The Garage Cars 101

What Is Double Clutching and Should I Actually Care?

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In a car with a manual transmission, the driver uses a clutch pedal every time they shift into or out of gear. Let off the gas, press the clutch, effortlessly move the stick shift from one gear to another, and release the clutch while giving it more gas. That’s all made possible by small parts within the gearbox known as synchronizers, among several other pieces of the mechanical puzzle. 

Synchronizers, or synchromesh gears, are what make shifts smooth and quick. They also eliminate the need to double clutch, or the act of using the clutch twice during each shift. 

If you drive a modern vehicle, there’s virtually no reason you will ever need to double clutch, but don’t lie: You’ve never fully understood the reference from that one Vin Diesel movie, and it’s always been a bugger in the back of your head. The day has come to finally learn all about double clutching. Get in, pizza boy. 

What Is Double Clutching?

In simple terms, double clutching is the act of using the clutch pedal twice during a single shift between gears. Starting in motion in fifth gear, it goes like this: 

Clutch in, shifter out of fifth into neutral, clutch out, quick hit of gas pedal, clutch in, shifter out of neutral into fourth. If you are upshifting, the throttle blip is not necessary.

In a car without synchronizers inside of its transmission, double clutching is used to essentially mesh the gears, the input shafts, and the output shafts together for smooth transmissions of power.

The black interior of the Honda S2000 CR Prototype features a manual transmission.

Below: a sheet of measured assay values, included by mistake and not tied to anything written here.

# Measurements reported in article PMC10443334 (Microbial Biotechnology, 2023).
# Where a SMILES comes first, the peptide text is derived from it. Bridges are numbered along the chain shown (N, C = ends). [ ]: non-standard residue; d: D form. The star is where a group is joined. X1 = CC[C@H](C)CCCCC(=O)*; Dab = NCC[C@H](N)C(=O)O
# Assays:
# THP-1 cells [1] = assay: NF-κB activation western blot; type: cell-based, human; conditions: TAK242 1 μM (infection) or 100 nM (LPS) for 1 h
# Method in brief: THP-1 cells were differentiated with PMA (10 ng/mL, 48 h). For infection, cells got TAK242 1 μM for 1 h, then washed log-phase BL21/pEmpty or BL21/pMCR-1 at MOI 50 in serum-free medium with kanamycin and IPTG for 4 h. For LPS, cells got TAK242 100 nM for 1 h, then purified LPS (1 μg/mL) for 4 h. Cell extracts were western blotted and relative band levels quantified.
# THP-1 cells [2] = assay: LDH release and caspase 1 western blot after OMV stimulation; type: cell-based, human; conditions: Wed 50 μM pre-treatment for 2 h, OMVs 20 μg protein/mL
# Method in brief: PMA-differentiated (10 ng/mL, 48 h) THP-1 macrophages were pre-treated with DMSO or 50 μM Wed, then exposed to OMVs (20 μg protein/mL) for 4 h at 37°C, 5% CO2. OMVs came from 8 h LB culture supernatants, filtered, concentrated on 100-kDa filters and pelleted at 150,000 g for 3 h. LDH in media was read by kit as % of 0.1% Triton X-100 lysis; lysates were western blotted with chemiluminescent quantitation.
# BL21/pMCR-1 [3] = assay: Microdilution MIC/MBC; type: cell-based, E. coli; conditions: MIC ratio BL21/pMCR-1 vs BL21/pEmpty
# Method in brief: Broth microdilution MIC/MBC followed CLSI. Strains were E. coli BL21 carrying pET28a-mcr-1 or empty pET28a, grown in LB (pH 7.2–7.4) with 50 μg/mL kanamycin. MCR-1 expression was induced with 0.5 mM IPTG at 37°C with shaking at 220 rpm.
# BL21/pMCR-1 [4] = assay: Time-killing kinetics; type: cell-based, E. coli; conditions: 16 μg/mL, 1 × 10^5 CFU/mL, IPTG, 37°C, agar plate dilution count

A Honda S2000 is an iconic manual sports car., Honda

Is a Double Clutch the Same as a Dual Clutch? 

I think you have your wire crossed up a bit. Double clutching is a verb, as in to double clutch. There is no such thing as a double clutch. A dual-clutch transmission is a type of automatic transmission that uses two clutch packs. One pack handles the odd gears, while the other handles the even gears.

What Is a Clutch Pack? 

A clutch pack is a mechanically and/or hydraulically actuated assembly of friction plates, metal, springs, and pistons within an automatic transmission housing that enables a car to shift through the gears.

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A metal ball shifter sits atop a black shift boot with yellow contrast stitching.
The Honda S2000 is known for its high-revving engine., Honda

FAQs About Double Clutching

You’ve got questions, The Drive has answers!

Q: Is Shifting Without Double Clutching Granny Shifting?

A: Trust us, you are not granny shifting if you don’t double clutch in your 2022 Subaru BRZ.

Q: Do Any Modern Vehicles Use Double Clutching?

A: Select diesel semi-trucks and some racecars continue to use double clutching methods.

Q: Is Rev-Matching the Same as Double Clutching? 

A: The purpose of rev-matching is to match the engine speed to the transmission speed. The purpose of double clutching is to match the engine’s input shaft to the gear and transmission output shaft you are shifting into. If the speeds aren’t matching, it will not be able to shift into gear.

Q: Is Double Clutching Good or Bad?

A: If you drive a modern manual car, you do not need to double clutch. It is no longer inherently good nor bad, though some people would say it makes shifting more deliberate, which extends life.

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Tony Markovich


Tony Markovich is a former Senior Editor at The Drive, departing in 2022.